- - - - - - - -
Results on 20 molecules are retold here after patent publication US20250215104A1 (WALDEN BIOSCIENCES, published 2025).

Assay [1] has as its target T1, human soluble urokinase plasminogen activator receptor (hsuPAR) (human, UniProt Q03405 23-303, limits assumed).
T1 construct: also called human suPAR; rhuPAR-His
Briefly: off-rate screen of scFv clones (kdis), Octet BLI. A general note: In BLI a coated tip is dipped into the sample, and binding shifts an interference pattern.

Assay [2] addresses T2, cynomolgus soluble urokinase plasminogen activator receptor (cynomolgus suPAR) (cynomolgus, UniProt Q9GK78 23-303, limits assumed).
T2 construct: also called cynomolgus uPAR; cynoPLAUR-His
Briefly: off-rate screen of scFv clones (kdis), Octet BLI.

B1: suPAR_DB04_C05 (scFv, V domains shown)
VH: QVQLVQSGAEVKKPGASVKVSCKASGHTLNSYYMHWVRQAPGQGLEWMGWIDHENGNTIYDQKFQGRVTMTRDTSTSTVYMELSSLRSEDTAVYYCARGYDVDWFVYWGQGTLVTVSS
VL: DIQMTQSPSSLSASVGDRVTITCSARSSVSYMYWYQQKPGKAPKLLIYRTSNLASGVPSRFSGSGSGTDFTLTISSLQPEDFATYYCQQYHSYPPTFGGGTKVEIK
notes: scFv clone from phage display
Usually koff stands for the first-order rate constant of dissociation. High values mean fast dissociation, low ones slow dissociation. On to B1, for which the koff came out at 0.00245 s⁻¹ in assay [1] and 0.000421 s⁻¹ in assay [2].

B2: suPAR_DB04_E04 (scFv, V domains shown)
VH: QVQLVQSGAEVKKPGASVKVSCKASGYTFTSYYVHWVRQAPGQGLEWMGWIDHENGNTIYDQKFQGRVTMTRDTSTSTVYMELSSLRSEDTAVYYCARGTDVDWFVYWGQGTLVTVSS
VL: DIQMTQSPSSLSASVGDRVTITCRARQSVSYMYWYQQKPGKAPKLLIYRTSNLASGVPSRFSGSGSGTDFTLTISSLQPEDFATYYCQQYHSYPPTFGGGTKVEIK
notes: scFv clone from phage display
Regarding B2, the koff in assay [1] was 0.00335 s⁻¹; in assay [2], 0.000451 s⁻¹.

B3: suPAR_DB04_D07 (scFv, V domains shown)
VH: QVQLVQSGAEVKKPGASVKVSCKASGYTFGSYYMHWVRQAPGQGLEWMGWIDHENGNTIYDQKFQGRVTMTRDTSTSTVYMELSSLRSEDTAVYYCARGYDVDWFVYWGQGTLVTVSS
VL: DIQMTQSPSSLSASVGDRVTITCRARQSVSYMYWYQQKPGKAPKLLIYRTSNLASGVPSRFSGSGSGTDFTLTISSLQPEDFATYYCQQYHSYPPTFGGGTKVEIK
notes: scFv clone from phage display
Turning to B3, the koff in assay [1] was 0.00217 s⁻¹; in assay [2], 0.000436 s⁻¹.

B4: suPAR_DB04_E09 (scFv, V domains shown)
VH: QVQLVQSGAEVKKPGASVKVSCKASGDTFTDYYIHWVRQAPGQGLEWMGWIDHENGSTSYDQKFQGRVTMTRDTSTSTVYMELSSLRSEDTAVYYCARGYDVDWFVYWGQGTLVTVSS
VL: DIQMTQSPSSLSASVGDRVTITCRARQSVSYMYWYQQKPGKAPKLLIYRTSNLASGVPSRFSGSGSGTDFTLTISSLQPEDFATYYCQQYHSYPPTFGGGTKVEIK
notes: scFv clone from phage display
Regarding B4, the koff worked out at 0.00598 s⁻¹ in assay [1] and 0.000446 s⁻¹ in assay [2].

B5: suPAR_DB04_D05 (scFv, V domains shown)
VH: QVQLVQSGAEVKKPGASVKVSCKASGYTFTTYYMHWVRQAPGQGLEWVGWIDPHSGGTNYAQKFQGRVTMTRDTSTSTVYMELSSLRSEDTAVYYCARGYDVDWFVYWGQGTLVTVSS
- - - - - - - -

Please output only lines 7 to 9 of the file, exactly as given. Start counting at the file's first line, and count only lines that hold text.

Briefly: off-rate screen of scFv clones (kdis), Octet BLI.

B1: suPAR_DB04_C05 (scFv, V domains shown)
VH: QVQLVQSGAEVKKPGASVKVSCKASGHTLNSYYMHWVRQAPGQGLEWMGWIDHENGNTIYDQKFQGRVTMTRDTSTSTVYMELSSLRSEDTAVYYCARGYDVDWFVYWGQGTLVTVSS